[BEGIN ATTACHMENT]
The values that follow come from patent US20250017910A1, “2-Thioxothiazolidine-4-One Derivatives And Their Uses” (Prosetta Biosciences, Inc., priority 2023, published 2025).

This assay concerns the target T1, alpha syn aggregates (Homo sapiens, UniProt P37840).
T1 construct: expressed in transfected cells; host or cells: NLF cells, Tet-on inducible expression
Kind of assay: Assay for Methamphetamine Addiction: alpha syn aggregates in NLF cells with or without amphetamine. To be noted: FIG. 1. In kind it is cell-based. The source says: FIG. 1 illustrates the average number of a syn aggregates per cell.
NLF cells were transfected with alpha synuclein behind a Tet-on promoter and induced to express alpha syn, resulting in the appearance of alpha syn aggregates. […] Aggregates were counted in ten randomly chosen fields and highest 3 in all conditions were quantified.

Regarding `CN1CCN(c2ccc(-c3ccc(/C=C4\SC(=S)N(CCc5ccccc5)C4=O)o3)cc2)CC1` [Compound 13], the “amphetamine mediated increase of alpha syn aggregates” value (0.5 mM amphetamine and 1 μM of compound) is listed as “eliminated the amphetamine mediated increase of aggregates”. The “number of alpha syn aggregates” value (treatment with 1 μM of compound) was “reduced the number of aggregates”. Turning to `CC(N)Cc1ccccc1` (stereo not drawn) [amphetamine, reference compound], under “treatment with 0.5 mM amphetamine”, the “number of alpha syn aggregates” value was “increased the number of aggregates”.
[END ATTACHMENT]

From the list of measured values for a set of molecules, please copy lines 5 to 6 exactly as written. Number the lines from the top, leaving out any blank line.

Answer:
NLF cells were transfected with alpha synuclein behind a Tet-on promoter and induced to express alpha syn, resulting in the appearance of alpha syn aggregates. […] Aggregates were counted in ten randomly chosen fields and highest 3 in all conditions were quantified.

Regarding `CN1CCN(c2ccc(-c3ccc(/C=C4\SC(=S)N(CCc5ccccc5)C4=O)o3)cc2)CC1` [Compound 13], the “amphetamine mediated increase of alpha syn aggregates” value (0.5 mM amphetamine and 1 μM of compound) is listed as “eliminated the amphetamine mediated increase of aggregates”. The “number of alpha syn aggregates” value (treatment with 1 μM of compound) was “reduced the number of aggregates”. Turning to `CC(N)Cc1ccccc1` (stereo not drawn) [amphetamine, reference compound], under “treatment with 0.5 mM amphetamine”, the “number of alpha syn aggregates” value was “increased the number of aggregates”.